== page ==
Our group decided time and resource constraints would make it tough to shoot video footage. But we had access to a lot of photos and a motion graphics designer who could work wonders with animated type. So we decided to just use photos, graphics, and typography to convey our message. We wrote all of our ideas for the video on a giant white board and then prioritized must-haves and nice-to-haves. Then everyone got their assignments. Some of us were in charge of finding photos, others had to track down stats for the video, and someone had to track down a vendor to rent equipment from for the festival display.
5) Make a storyboard.
Either assign someone on your team to tackle the storyboard or do it together as a group. A storyboard helps map out every scene in your video and will ensure that you have a plan for every word and every visual that will appear on the screen. If you’ve never made a storyboard before, browse the Google doc storyboard templates for one that suits your needs.
I was in charge of creating the story board for my group, so I used this template and started mapping out our script in each box. I also listed what visuals would accompany the text on screen.
Once I finished it, I shared it with the team at our regularly-scheduled Tuesday meeting. Together, we made some edits before finalizing it. Our motion graphics designer left the meeting knowing exactly what she would need to create.
6) Let your creative people work their magic.
Hopefully you were able to recruit a video editor, graphic designer, or some other multi-talented, video-savvy person to your team. Now that you’ve outlined what you want with their storyboard, give them some time to make a rough cut.
We had the very talented Laura Walters on our team, a motion graphics designer who was able to take our outline and produce a rough cut. In the first draft, the typography wasn’t fully styled and the photos were mostly placeholders, but it was enough for our team to see where it was going. We made a few suggestions and edits, then let Laura produce the final cut.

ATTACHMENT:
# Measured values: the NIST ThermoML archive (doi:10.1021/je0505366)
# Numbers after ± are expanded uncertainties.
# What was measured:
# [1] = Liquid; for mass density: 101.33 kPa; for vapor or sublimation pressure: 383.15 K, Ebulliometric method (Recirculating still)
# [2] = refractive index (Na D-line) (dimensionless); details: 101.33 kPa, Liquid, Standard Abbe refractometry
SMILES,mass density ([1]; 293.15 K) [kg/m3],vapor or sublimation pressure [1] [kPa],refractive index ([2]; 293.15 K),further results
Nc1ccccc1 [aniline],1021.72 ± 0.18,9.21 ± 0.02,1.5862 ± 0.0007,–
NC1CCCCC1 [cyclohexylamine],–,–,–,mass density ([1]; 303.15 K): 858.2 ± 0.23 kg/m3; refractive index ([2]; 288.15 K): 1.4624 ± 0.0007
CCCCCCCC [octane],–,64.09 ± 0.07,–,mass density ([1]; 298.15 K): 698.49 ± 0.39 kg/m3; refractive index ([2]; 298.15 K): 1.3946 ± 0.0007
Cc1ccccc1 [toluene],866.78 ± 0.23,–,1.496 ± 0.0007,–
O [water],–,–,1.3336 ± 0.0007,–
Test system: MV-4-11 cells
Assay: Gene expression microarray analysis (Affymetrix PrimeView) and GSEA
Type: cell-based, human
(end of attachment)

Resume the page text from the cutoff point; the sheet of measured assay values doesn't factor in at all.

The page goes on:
7) Finalize details.
Finishing the video isn’t the final step. You also need a plan for distributing and promoting your video. Determine where you want to upload the video and who in your networks can help promote it. Make a list of all the ways you can ensure your audience can access the video, then enlist your volunteers to make it happen.
We knew going into this video that we would have the opportunity to display it at the SPARKcon information booth throughout the festival. However, one of our volunteers was successful in securing space at another downtown Raleigh venue to display the video. We also came up with a plan to promote the video after the festival through social media and this blog post.
So without any further adieu, I present to you the fruits of our collaborative labor:
Making a video can be a bit intimidating if you don’t have all the skills or experience to do it yourself. But if you recruit the right volunteers or co-workers, you may be able to make one easier than you think. When in doubt, keep it simple and channel your audience.